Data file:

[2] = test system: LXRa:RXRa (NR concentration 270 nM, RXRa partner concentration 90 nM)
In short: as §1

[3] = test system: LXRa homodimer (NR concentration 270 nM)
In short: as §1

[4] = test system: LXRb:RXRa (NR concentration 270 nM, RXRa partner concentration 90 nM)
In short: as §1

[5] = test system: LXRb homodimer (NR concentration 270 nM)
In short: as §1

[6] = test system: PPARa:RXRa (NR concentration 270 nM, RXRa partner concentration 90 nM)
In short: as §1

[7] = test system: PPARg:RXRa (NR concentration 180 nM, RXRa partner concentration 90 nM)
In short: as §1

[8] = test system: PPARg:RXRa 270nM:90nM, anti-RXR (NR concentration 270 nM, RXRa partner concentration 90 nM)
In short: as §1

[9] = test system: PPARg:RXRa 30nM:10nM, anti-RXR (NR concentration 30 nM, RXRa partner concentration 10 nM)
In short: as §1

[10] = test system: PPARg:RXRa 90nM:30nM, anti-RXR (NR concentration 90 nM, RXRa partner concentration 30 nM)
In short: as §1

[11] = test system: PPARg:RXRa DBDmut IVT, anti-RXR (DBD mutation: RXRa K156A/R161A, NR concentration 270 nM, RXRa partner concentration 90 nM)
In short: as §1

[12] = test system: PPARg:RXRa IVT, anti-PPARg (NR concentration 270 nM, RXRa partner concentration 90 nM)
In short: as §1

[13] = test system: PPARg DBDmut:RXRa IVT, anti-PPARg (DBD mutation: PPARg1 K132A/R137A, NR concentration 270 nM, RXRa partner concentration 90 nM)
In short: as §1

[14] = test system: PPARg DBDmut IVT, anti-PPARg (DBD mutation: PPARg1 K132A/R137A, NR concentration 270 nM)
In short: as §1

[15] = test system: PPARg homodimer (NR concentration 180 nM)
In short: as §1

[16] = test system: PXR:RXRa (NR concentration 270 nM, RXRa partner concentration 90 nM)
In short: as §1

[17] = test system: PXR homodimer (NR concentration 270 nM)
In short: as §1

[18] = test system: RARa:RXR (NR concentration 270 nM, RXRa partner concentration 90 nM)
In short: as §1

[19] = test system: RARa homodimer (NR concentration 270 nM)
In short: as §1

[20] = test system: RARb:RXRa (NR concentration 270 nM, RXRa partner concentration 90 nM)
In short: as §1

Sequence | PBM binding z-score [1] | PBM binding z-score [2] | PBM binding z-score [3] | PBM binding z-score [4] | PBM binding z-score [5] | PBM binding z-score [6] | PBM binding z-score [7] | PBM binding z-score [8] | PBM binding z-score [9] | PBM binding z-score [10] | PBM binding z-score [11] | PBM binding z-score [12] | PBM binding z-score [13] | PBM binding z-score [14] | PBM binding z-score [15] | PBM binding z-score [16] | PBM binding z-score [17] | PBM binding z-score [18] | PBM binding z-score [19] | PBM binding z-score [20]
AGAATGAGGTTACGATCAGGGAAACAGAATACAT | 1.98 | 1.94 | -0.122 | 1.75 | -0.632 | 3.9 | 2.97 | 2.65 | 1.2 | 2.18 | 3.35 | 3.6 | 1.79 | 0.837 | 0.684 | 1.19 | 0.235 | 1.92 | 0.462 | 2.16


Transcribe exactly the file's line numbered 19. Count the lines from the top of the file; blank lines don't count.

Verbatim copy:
[11] = test system: PPARg:RXRa DBDmut IVT, anti-RXR (DBD mutation: RXRa K156A/R161A, NR concentration 270 nM, RXRa partner concentration 90 nM)